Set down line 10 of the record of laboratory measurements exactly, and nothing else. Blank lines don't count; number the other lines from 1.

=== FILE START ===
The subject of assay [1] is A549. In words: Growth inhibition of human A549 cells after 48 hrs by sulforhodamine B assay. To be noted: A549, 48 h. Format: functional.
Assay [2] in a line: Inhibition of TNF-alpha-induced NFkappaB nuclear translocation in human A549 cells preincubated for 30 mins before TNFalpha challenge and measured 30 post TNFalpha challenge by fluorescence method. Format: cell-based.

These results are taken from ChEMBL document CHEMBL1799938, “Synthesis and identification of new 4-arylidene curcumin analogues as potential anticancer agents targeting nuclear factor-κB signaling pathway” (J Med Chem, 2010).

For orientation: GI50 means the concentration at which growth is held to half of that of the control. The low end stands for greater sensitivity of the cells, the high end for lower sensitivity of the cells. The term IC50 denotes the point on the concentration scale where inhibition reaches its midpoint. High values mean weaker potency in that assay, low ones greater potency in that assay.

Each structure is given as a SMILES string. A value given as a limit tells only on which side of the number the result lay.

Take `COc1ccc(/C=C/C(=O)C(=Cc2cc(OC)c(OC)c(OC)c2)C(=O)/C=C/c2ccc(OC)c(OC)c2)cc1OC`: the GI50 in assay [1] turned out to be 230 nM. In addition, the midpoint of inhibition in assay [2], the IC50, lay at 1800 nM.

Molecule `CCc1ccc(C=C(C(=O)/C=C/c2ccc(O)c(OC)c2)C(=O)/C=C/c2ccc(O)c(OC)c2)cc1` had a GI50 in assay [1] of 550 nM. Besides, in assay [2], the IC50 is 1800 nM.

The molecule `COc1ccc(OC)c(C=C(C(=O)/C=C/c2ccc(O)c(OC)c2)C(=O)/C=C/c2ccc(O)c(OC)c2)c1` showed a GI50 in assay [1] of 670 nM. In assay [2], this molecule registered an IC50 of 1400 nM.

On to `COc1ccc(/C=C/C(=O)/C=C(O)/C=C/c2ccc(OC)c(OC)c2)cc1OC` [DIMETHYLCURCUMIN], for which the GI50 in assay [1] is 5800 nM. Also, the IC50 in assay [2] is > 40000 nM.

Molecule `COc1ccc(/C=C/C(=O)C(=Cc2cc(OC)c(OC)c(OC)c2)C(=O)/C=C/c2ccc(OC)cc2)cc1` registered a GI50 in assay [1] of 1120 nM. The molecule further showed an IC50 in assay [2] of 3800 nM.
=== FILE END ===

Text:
Molecule `COc1ccc(/C=C/C(=O)C(=Cc2cc(OC)c(OC)c(OC)c2)C(=O)/C=C/c2ccc(OC)cc2)cc1` registered a GI50 in assay [1] of 1120 nM. The molecule further showed an IC50 in assay [2] of 3800 nM.